In This Article Expand or collapse the "in this article" section Orientalism

  • Introduction
  • General Overviews
  • Said and Critiques of Said
  • Reference Works
  • Women
  • Colonial Discourse
  • Karl Marx
  • The Novel
  • China in Victorian Fiction
  • Benjamin Disraeli’s Novels
  • Popular Literature and Children’s Literature
  • Islam and the Thousand and One Nights
  • Poetry
  • Theater

Victorian Literature Orientalism
Valerie Kennedy
  • LAST REVIEWED: 25 October 2018
  • LAST MODIFIED: 25 October 2018
  • DOI: 10.1093/obo/9780199799558-0132


Orientalism in Victorian literature can be seen as a development of 18th-century and Romantic depictions of figures such as the Indian nabob and of genres such as the Romantic Oriental tale and Byron’s Turkish tales. The Orientalist linguistic and cultural scholarship of William Jones and William Carey was also a significant factor in the rise of Orientalism. Jones established the Asiatic Society of Bengal (the equivalent of England’s Royal Society) and published extensive studies of Indian laws, culture, and languages, while Carey was a linguist, printer, and missionary in India. But these literary and cultural phenomena must be seen in the light of Victorian imperialist expansion, racial theories, and specific events like the abolition of slavery, the Indian Mutiny (1857–1858), and the Governor Eyre controversy (1865). Edward Said’s controversial Orientalism (Said 1995, originally 1978, cited under Said and Critiques of Said) led much discussion to be focused on the topic. Said distinguishes between the activities of Jones and the structures and discourses of what he calls “modern Orientalism,” which he defines as “a Western style for dominating, restructuring, and having authority over the Orient” (p. 3), involving military control and colonial government as well as erudition. It is sweeping claims like these that made Said’s work both controversial and groundbreaking as a study of Orientalism. Since then, many works have analyzed the interconnections between politics and literature, most often in relation to the novel and travel writing. One aspect of these studies is colonial discourse analysis, which is frequently focused on the position of women in the Orientalist and colonial context. Orientalism in Victorian literature is most important in fiction and travel writing, but it is also to be found in journalism and other forms of writing. In fiction the East often appears in the guise of allusions to events like the Indian Mutiny or habits associated with China and the Chinese, such as opium addiction. India is a particularly important source of Orientalist allusions, from the story of the diamond in Wilkie Collins’s The Moonstone (1868) to the portrait of Jos Sedley, the “nabob” of William Makepiece Thackeray’s Vanity Fair (1947–1848); thuggee in Philip Meadows Taylor’s Confessions of a Thug (1839); the Great Game in Rudyard Kipling’s Kim (1901); opium addiction in Charles Dickens’s Edwin Drood; and the Indian Mutiny in Arthur Conan Doyle’s The Sign of Four (1923). Other key locations for both fiction and travel writing are Africa, the Middle East, and the South Seas, as it appears in works by Joseph Conrad. Key works for Orientalism in poetry are the Rubáiyát of Omar Khayyam and the works of Alfred, Lord Tennyson and Kipling. Toward the end of the 19th century, imperialism was especially important in the adventure story in the works of H. Rider Haggard and others.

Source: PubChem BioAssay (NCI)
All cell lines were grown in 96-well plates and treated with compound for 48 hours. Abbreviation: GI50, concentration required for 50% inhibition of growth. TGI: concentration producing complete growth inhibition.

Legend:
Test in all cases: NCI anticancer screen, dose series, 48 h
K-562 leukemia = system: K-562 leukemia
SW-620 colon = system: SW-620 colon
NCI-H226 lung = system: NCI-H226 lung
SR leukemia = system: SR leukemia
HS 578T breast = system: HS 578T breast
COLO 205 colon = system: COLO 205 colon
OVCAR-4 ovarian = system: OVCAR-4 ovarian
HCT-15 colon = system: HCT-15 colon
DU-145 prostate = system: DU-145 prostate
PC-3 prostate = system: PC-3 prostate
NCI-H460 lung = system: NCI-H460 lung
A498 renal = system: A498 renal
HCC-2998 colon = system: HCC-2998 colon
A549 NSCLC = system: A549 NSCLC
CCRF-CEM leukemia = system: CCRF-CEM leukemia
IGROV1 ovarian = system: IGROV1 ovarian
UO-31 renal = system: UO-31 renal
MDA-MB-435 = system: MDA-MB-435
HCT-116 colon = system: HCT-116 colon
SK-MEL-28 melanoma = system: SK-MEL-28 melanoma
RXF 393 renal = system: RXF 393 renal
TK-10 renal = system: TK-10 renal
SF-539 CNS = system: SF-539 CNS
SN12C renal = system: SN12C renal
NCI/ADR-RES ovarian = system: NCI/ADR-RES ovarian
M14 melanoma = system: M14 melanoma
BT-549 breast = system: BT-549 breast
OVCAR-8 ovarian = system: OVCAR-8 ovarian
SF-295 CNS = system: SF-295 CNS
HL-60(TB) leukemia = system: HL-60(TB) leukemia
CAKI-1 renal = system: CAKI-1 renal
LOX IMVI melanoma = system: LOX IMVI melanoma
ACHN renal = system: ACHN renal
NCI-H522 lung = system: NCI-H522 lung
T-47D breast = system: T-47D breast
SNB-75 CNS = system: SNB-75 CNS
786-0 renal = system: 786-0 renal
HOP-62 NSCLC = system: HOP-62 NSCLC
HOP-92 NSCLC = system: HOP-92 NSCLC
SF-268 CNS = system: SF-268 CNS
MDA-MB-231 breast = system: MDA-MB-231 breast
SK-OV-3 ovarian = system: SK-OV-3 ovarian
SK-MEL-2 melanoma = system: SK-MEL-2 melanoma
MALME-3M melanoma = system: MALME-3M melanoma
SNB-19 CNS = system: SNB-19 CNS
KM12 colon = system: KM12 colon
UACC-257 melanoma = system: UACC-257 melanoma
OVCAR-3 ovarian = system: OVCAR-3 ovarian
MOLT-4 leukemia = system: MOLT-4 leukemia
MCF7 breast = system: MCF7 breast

General Overviews